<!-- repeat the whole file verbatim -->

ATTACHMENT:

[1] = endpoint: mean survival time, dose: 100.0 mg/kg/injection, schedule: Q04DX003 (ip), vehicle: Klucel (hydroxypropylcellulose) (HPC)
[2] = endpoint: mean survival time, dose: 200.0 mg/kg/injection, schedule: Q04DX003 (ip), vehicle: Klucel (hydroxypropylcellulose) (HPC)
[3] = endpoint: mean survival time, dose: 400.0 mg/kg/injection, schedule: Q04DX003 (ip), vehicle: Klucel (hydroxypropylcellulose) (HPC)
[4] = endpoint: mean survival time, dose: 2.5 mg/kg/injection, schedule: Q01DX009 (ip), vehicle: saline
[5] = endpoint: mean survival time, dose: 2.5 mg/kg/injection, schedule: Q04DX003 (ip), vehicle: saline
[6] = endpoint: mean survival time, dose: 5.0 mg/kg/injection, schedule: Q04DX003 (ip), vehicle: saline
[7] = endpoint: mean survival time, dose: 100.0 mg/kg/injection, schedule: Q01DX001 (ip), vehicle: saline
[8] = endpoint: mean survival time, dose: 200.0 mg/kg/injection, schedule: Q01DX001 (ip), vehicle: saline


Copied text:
[1] = endpoint: mean survival time, dose: 100.0 mg/kg/injection, schedule: Q04DX003 (ip), vehicle: Klucel (hydroxypropylcellulose) (HPC)
[2] = endpoint: mean survival time, dose: 200.0 mg/kg/injection, schedule: Q04DX003 (ip), vehicle: Klucel (hydroxypropylcellulose) (HPC)
[3] = endpoint: mean survival time, dose: 400.0 mg/kg/injection, schedule: Q04DX003 (ip), vehicle: Klucel (hydroxypropylcellulose) (HPC)
[4] = endpoint: mean survival time, dose: 2.5 mg/kg/injection, schedule: Q01DX009 (ip), vehicle: saline
[5] = endpoint: mean survival time, dose: 2.5 mg/kg/injection, schedule: Q04DX003 (ip), vehicle: saline
[6] = endpoint: mean survival time, dose: 5.0 mg/kg/injection, schedule: Q04DX003 (ip), vehicle: saline
[7] = endpoint: mean survival time, dose: 100.0 mg/kg/injection, schedule: Q01DX001 (ip), vehicle: saline
[8] = endpoint: mean survival time, dose: 200.0 mg/kg/injection, schedule: Q01DX001 (ip), vehicle: saline